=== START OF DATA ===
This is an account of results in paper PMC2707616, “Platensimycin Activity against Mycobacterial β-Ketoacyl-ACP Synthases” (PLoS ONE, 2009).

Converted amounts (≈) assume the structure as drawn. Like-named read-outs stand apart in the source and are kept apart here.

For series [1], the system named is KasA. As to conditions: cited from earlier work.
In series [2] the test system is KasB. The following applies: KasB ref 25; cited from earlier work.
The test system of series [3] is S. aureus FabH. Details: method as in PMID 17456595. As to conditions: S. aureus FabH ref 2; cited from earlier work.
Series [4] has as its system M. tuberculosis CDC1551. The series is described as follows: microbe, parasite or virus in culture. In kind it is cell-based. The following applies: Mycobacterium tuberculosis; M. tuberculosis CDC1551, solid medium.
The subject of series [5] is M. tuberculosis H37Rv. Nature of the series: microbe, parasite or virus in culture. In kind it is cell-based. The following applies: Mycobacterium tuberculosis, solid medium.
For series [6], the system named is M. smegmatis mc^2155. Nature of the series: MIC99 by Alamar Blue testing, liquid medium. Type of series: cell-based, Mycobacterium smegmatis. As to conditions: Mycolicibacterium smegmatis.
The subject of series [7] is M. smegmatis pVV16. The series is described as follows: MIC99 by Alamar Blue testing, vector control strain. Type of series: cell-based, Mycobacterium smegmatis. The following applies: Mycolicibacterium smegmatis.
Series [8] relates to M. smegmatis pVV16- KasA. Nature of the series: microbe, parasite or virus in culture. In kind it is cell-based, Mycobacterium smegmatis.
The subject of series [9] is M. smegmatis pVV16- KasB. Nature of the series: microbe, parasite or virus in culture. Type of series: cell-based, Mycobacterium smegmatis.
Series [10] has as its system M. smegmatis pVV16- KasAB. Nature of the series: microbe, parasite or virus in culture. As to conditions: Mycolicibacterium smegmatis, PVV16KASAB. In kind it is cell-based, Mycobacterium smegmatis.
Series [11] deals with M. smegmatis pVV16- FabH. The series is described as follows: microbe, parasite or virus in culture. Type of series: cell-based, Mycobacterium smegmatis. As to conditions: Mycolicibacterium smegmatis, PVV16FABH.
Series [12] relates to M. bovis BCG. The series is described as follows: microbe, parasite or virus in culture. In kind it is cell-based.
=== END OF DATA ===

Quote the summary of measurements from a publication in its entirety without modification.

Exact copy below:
This is an account of results in paper PMC2707616, “Platensimycin Activity against Mycobacterial β-Ketoacyl-ACP Synthases” (PLoS ONE, 2009).

Converted amounts (≈) assume the structure as drawn. Like-named read-outs stand apart in the source and are kept apart here.

For series [1], the system named is KasA. As to conditions: cited from earlier work.
In series [2] the test system is KasB. The following applies: KasB ref 25; cited from earlier work.
The test system of series [3] is S. aureus FabH. Details: method as in PMID 17456595. As to conditions: S. aureus FabH ref 2; cited from earlier work.
Series [4] has as its system M. tuberculosis CDC1551. The series is described as follows: microbe, parasite or virus in culture. In kind it is cell-based. The following applies: Mycobacterium tuberculosis; M. tuberculosis CDC1551, solid medium.
The subject of series [5] is M. tuberculosis H37Rv. Nature of the series: microbe, parasite or virus in culture. In kind it is cell-based. The following applies: Mycobacterium tuberculosis, solid medium.
For series [6], the system named is M. smegmatis mc^2155. Nature of the series: MIC99 by Alamar Blue testing, liquid medium. Type of series: cell-based, Mycobacterium smegmatis. As to conditions: Mycolicibacterium smegmatis.
The subject of series [7] is M. smegmatis pVV16. The series is described as follows: MIC99 by Alamar Blue testing, vector control strain. Type of series: cell-based, Mycobacterium smegmatis. The following applies: Mycolicibacterium smegmatis.
Series [8] relates to M. smegmatis pVV16- KasA. Nature of the series: microbe, parasite or virus in culture. In kind it is cell-based, Mycobacterium smegmatis.
The subject of series [9] is M. smegmatis pVV16- KasB. Nature of the series: microbe, parasite or virus in culture. Type of series: cell-based, Mycobacterium smegmatis.
Series [10] has as its system M. smegmatis pVV16- KasAB. Nature of the series: microbe, parasite or virus in culture. As to conditions: Mycolicibacterium smegmatis, PVV16KASAB. In kind it is cell-based, Mycobacterium smegmatis.
Series [11] deals with M. smegmatis pVV16- FabH. The series is described as follows: microbe, parasite or virus in culture. Type of series: cell-based, Mycobacterium smegmatis. As to conditions: Mycolicibacterium smegmatis, PVV16FABH.
Series [12] relates to M. bovis BCG. The series is described as follows: microbe, parasite or virus in culture. In kind it is cell-based.